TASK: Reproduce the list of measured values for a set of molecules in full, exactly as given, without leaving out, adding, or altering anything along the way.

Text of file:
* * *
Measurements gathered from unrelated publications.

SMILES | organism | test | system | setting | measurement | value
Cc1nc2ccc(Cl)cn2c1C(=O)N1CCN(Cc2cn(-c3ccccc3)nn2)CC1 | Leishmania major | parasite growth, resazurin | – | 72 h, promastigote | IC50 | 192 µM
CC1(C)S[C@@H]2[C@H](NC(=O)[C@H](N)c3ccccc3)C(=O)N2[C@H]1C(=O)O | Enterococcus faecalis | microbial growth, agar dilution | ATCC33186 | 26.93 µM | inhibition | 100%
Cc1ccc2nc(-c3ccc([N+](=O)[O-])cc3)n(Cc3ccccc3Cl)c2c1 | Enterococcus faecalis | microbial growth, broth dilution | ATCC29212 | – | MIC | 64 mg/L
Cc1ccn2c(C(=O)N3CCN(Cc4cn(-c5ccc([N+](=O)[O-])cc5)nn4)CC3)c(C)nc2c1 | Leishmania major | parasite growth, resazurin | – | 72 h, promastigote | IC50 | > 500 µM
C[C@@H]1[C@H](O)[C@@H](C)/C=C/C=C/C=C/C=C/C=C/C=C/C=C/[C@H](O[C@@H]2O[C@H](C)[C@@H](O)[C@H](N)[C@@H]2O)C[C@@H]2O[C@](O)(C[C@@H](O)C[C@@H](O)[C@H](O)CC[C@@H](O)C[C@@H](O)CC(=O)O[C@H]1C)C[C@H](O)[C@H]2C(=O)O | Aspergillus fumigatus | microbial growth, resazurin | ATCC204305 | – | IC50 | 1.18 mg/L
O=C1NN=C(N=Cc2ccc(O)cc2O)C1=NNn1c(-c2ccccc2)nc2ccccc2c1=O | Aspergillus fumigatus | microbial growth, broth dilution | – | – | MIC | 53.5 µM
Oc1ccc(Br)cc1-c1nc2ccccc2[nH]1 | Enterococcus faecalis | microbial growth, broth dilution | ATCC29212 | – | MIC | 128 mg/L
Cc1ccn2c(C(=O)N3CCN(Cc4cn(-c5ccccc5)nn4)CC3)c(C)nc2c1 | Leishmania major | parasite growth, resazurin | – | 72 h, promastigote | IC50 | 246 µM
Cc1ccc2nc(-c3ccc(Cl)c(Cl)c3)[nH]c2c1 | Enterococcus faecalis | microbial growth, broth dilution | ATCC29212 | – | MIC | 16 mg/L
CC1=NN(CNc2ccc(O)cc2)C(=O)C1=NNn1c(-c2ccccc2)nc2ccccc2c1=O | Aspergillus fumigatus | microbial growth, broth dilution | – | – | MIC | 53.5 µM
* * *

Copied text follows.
Measurements gathered from unrelated publications.

SMILES | organism | test | system | setting | measurement | value
Cc1nc2ccc(Cl)cn2c1C(=O)N1CCN(Cc2cn(-c3ccccc3)nn2)CC1 | Leishmania major | parasite growth, resazurin | – | 72 h, promastigote | IC50 | 192 µM
CC1(C)S[C@@H]2[C@H](NC(=O)[C@H](N)c3ccccc3)C(=O)N2[C@H]1C(=O)O | Enterococcus faecalis | microbial growth, agar dilution | ATCC33186 | 26.93 µM | inhibition | 100%
Cc1ccc2nc(-c3ccc([N+](=O)[O-])cc3)n(Cc3ccccc3Cl)c2c1 | Enterococcus faecalis | microbial growth, broth dilution | ATCC29212 | – | MIC | 64 mg/L
Cc1ccn2c(C(=O)N3CCN(Cc4cn(-c5ccc([N+](=O)[O-])cc5)nn4)CC3)c(C)nc2c1 | Leishmania major | parasite growth, resazurin | – | 72 h, promastigote | IC50 | > 500 µM
C[C@@H]1[C@H](O)[C@@H](C)/C=C/C=C/C=C/C=C/C=C/C=C/C=C/[C@H](O[C@@H]2O[C@H](C)[C@@H](O)[C@H](N)[C@@H]2O)C[C@@H]2O[C@](O)(C[C@@H](O)C[C@@H](O)[C@H](O)CC[C@@H](O)C[C@@H](O)CC(=O)O[C@H]1C)C[C@H](O)[C@H]2C(=O)O | Aspergillus fumigatus | microbial growth, resazurin | ATCC204305 | – | IC50 | 1.18 mg/L
O=C1NN=C(N=Cc2ccc(O)cc2O)C1=NNn1c(-c2ccccc2)nc2ccccc2c1=O | Aspergillus fumigatus | microbial growth, broth dilution | – | – | MIC | 53.5 µM
Oc1ccc(Br)cc1-c1nc2ccccc2[nH]1 | Enterococcus faecalis | microbial growth, broth dilution | ATCC29212 | – | MIC | 128 mg/L
Cc1ccn2c(C(=O)N3CCN(Cc4cn(-c5ccccc5)nn4)CC3)c(C)nc2c1 | Leishmania major | parasite growth, resazurin | – | 72 h, promastigote | IC50 | 246 µM
Cc1ccc2nc(-c3ccc(Cl)c(Cl)c3)[nH]c2c1 | Enterococcus faecalis | microbial growth, broth dilution | ATCC29212 | – | MIC | 16 mg/L
CC1=NN(CNc2ccc(O)cc2)C(=O)C1=NNn1c(-c2ccccc2)nc2ccccc2c1=O | Aspergillus fumigatus | microbial growth, broth dilution | – | – | MIC | 53.5 µM